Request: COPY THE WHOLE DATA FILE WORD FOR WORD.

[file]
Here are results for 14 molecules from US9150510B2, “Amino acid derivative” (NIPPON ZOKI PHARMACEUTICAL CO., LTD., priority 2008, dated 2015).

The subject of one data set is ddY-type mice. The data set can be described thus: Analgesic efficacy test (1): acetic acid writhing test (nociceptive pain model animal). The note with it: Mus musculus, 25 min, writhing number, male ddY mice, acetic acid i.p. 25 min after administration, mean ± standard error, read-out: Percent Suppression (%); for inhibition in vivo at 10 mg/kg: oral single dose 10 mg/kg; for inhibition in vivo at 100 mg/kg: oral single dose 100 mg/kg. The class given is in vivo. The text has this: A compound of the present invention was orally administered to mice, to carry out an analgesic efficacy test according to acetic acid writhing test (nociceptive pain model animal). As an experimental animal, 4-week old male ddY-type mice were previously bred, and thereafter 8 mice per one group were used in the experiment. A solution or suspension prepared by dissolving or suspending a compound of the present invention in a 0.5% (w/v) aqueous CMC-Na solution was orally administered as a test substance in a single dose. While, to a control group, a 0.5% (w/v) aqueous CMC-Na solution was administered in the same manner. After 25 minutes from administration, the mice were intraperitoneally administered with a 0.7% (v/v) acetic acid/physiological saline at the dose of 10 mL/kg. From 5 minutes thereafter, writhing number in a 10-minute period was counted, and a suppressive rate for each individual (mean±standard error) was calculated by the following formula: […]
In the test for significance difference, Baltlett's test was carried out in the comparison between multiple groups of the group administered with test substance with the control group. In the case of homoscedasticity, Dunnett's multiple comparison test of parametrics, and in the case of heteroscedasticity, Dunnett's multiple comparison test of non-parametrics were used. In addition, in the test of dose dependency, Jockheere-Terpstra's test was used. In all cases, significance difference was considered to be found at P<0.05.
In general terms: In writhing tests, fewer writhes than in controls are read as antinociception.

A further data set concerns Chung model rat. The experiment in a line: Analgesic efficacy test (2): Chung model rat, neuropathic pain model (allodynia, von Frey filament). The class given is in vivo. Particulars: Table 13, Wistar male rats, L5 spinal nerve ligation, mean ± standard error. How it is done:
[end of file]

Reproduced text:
Here are results for 14 molecules from US9150510B2, “Amino acid derivative” (NIPPON ZOKI PHARMACEUTICAL CO., LTD., priority 2008, dated 2015).

The subject of one data set is ddY-type mice. The data set can be described thus: Analgesic efficacy test (1): acetic acid writhing test (nociceptive pain model animal). The note with it: Mus musculus, 25 min, writhing number, male ddY mice, acetic acid i.p. 25 min after administration, mean ± standard error, read-out: Percent Suppression (%); for inhibition in vivo at 10 mg/kg: oral single dose 10 mg/kg; for inhibition in vivo at 100 mg/kg: oral single dose 100 mg/kg. The class given is in vivo. The text has this: A compound of the present invention was orally administered to mice, to carry out an analgesic efficacy test according to acetic acid writhing test (nociceptive pain model animal). As an experimental animal, 4-week old male ddY-type mice were previously bred, and thereafter 8 mice per one group were used in the experiment. A solution or suspension prepared by dissolving or suspending a compound of the present invention in a 0.5% (w/v) aqueous CMC-Na solution was orally administered as a test substance in a single dose. While, to a control group, a 0.5% (w/v) aqueous CMC-Na solution was administered in the same manner. After 25 minutes from administration, the mice were intraperitoneally administered with a 0.7% (v/v) acetic acid/physiological saline at the dose of 10 mL/kg. From 5 minutes thereafter, writhing number in a 10-minute period was counted, and a suppressive rate for each individual (mean±standard error) was calculated by the following formula: […]
In the test for significance difference, Baltlett's test was carried out in the comparison between multiple groups of the group administered with test substance with the control group. In the case of homoscedasticity, Dunnett's multiple comparison test of parametrics, and in the case of heteroscedasticity, Dunnett's multiple comparison test of non-parametrics were used. In addition, in the test of dose dependency, Jockheere-Terpstra's test was used. In all cases, significance difference was considered to be found at P<0.05.
In general terms: In writhing tests, fewer writhes than in controls are read as antinociception.

A further data set concerns Chung model rat. The experiment in a line: Analgesic efficacy test (2): Chung model rat, neuropathic pain model (allodynia, von Frey filament). The class given is in vivo. Particulars: Table 13, Wistar male rats, L5 spinal nerve ligation, mean ± standard error. How it is done: